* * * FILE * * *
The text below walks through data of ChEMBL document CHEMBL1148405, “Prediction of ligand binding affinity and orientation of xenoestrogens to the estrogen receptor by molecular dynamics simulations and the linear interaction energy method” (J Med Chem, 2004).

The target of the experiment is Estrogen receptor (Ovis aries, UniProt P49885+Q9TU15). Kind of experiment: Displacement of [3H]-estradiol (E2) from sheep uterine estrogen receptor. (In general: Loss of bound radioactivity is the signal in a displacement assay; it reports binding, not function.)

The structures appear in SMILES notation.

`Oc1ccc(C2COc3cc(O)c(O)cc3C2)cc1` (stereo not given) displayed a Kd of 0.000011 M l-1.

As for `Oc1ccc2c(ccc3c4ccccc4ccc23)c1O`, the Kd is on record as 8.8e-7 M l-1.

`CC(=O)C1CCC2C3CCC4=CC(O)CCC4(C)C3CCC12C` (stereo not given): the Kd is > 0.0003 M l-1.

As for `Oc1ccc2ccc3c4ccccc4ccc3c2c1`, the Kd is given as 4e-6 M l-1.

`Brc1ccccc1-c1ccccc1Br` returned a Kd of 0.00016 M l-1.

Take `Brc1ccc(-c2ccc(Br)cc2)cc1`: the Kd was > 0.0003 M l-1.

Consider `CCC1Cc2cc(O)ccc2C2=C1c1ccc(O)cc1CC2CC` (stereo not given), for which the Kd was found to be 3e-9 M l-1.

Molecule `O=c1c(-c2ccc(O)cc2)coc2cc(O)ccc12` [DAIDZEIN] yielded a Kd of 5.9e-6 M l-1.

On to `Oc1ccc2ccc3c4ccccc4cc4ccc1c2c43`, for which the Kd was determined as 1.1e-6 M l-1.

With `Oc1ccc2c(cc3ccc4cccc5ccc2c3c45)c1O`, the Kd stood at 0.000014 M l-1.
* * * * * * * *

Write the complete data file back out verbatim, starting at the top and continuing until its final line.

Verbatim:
The text below walks through data of ChEMBL document CHEMBL1148405, “Prediction of ligand binding affinity and orientation of xenoestrogens to the estrogen receptor by molecular dynamics simulations and the linear interaction energy method” (J Med Chem, 2004).

The target of the experiment is Estrogen receptor (Ovis aries, UniProt P49885+Q9TU15). Kind of experiment: Displacement of [3H]-estradiol (E2) from sheep uterine estrogen receptor. (In general: Loss of bound radioactivity is the signal in a displacement assay; it reports binding, not function.)

The structures appear in SMILES notation.

`Oc1ccc(C2COc3cc(O)c(O)cc3C2)cc1` (stereo not given) displayed a Kd of 0.000011 M l-1.

As for `Oc1ccc2c(ccc3c4ccccc4ccc23)c1O`, the Kd is on record as 8.8e-7 M l-1.

`CC(=O)C1CCC2C3CCC4=CC(O)CCC4(C)C3CCC12C` (stereo not given): the Kd is > 0.0003 M l-1.

As for `Oc1ccc2ccc3c4ccccc4ccc3c2c1`, the Kd is given as 4e-6 M l-1.

`Brc1ccccc1-c1ccccc1Br` returned a Kd of 0.00016 M l-1.

Take `Brc1ccc(-c2ccc(Br)cc2)cc1`: the Kd was > 0.0003 M l-1.

Consider `CCC1Cc2cc(O)ccc2C2=C1c1ccc(O)cc1CC2CC` (stereo not given), for which the Kd was found to be 3e-9 M l-1.

Molecule `O=c1c(-c2ccc(O)cc2)coc2cc(O)ccc12` [DAIDZEIN] yielded a Kd of 5.9e-6 M l-1.

On to `Oc1ccc2ccc3c4ccccc4cc4ccc1c2c43`, for which the Kd was determined as 1.1e-6 M l-1.

With `Oc1ccc2c(cc3ccc4cccc5ccc2c3c45)c1O`, the Kd stood at 0.000014 M l-1.